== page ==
Jensen’s plan to save the Boswell Energy Center is a good one

Last week, Republican Gubernatorial candidate Scott Jensen released his 10-point plan for Northern Minnesota. Among his proposals was a plan to save the Boswell Energy Center, a 922-megawatt coal-fired power plant in Cohassett, Minnesota. The website reads:

The proposed shuttering of the Boswell Energy Plan in Cohasset by 2030 for the smaller unit and 2035 for the larger energy unit must be reviewed. Boswell provides 50% of the tax base for the city and 20% of the tax base for Itasca County. Strategic, long term, reliable, sustainable and affordable energy will be a signature initiative for the Jensen Administration. Provide reliable energy that is affordable. Minnesota job providers need to have reliable, sustainable, base load energy that is affordable. Under Tim Walz, energy prices have skyrocketed while warnings of rolling brown outs were issued in 2022. The Jensen Energy Plan will provide both reliable and affordable energy for Minnesota businesses and families.

Saving Boswell is an excellent idea because the power plant is the backbone of the northern Minnesota economy. As I detailed in the article Economic Energy, in the Spring 2020 issue of Thinking Minnesota, mining requires massive quantities of electricity.

The MinnTac mine in Mountain Iron reportedly uses more electricity and natural gas than the entire city of Minneapolis. In total, the iron mining industry consumes 600-650 megawatts of electricity, which is enough to power roughly 25 percent of the homes in Minnesota on an average hour.

Data from the Bureau of Labor Statistics (BLS) show 4,006 people worked in the iron mining industry in 2018. The average wage for mining jobs in St. Louis County was $98,954, which is twice as high as the average wages for the county and 5.85 times more than wages in the tourism and hospitality industry.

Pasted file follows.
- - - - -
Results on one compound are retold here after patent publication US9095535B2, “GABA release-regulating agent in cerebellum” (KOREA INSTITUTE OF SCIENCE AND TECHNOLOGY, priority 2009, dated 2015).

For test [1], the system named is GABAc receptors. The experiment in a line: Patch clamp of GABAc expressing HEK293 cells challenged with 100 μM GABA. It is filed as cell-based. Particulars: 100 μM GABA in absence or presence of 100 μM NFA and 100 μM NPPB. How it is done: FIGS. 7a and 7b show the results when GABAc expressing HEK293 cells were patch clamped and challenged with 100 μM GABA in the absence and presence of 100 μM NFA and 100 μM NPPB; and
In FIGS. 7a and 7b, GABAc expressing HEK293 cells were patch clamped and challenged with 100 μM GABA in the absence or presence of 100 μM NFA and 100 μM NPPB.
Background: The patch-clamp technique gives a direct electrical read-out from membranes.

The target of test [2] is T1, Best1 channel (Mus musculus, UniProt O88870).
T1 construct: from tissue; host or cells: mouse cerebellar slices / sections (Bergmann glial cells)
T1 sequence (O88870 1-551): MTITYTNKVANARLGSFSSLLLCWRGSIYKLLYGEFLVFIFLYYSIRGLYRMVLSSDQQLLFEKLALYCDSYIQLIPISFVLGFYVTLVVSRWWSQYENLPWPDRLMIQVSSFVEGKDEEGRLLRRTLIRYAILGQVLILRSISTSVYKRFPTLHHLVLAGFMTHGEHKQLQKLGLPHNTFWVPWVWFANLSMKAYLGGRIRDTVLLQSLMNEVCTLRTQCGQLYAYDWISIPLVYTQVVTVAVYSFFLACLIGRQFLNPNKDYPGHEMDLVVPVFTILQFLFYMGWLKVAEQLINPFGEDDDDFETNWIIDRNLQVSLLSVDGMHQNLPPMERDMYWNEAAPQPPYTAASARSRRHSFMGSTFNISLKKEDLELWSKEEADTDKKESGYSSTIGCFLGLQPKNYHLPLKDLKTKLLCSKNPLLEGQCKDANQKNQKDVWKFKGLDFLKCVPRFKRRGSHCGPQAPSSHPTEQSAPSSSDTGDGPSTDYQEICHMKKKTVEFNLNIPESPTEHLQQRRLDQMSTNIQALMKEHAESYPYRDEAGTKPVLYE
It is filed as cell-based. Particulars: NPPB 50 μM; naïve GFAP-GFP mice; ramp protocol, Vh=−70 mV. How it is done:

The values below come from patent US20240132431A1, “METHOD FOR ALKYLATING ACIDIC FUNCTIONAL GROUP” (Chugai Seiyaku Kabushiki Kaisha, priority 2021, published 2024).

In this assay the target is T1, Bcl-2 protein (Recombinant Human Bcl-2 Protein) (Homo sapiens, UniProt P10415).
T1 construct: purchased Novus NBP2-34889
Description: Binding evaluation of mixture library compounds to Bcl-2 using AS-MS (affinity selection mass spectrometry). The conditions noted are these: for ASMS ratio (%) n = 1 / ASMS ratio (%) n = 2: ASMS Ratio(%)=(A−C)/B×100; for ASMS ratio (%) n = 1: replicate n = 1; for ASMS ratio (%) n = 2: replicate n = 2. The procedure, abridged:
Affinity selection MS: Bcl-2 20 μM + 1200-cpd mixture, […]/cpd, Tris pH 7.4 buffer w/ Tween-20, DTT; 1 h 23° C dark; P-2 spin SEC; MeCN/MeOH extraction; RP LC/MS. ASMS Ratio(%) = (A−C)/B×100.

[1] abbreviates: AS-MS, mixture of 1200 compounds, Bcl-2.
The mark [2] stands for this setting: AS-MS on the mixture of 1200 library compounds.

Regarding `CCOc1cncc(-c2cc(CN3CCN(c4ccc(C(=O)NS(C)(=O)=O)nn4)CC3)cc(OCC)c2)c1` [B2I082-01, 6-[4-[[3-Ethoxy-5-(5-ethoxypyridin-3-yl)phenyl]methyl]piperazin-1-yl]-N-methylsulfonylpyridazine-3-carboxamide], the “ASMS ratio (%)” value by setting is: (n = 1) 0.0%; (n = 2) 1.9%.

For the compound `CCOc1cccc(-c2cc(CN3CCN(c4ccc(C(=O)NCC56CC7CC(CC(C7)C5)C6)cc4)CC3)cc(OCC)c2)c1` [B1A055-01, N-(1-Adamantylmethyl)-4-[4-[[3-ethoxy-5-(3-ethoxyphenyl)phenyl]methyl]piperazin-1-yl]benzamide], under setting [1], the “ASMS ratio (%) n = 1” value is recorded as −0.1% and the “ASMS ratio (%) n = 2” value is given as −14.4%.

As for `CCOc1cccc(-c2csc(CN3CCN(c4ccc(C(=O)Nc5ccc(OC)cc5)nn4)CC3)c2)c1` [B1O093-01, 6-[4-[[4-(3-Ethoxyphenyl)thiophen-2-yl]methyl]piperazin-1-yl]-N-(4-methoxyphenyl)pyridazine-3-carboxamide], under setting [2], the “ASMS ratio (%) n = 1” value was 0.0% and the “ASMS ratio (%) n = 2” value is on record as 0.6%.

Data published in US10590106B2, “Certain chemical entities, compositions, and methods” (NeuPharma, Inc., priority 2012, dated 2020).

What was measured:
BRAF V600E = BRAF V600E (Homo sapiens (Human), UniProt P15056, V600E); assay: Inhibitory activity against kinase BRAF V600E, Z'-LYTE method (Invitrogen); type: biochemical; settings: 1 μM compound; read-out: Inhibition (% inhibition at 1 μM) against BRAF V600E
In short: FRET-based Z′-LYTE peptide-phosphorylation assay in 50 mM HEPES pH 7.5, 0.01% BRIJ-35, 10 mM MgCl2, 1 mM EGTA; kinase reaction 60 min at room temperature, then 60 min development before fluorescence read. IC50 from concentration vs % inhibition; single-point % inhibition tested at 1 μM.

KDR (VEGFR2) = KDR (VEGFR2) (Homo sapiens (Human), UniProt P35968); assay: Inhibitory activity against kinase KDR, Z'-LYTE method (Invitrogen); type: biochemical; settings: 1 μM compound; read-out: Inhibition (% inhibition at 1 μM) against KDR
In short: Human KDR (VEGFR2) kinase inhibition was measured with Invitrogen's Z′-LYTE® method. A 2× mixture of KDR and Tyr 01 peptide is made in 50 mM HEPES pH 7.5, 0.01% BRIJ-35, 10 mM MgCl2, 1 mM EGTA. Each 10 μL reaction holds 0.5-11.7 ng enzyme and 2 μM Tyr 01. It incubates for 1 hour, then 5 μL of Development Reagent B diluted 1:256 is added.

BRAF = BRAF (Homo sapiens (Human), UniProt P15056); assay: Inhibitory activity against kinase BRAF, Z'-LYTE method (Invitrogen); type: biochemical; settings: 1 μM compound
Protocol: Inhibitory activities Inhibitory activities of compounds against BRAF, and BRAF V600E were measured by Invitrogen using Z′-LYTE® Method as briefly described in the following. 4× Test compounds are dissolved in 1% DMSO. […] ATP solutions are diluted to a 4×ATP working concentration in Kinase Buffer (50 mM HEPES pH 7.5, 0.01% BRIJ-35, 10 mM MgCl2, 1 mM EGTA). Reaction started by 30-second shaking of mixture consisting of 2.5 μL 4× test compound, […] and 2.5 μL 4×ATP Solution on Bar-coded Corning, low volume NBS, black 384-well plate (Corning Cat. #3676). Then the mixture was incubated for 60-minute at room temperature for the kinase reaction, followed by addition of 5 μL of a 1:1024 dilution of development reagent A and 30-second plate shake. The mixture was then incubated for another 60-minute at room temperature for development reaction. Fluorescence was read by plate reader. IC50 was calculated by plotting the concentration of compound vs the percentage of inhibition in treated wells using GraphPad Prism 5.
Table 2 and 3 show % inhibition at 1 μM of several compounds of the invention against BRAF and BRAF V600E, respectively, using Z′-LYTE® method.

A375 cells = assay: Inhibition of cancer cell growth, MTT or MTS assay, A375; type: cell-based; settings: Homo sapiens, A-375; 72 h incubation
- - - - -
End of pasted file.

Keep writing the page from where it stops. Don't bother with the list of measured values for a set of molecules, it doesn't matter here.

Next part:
The high wages paid by mining jobs amplify the economic impact of mining throughout the entire Iron Range.

Each iron mining job supported an additional 1.8 jobs in the greater economy in 2010, according to the Iron Mining Association of Minnesota. Some of these jobs are called “indirect jobs,” or jobs in support industries, such as the Mesabi Radial Tire shop in Hibbing that sells the massive tires used on mining equipment.

Other jobs are known as “induced jobs” because they are the product of miners and people employed in support industries who spend their paychecks in the broader economy at places like hospitals, grocery stores, and small businesses.

One of these small businesses is Pep’s Bake Shop, a family-owned bakery located in downtown Virginia, Minnesota that has been in the family for three generations.

People who work in the utility industry have told me that Boswell could easily run until 2050, or even 2100, with proper investments and upkeep. Unfortunately, Minnesota Power announced they would shut the two remaining units in 2030 and 2035, even though federal data show the plant is one of the most productive and lowest-cost generators in the state.

This would be a giant disservice to the families and businesses that rely upon this reliable, affordable electricity, and it is encouraging to see that a Jensen administration would value the essential role that the plant plays in powering Northern Minnesota.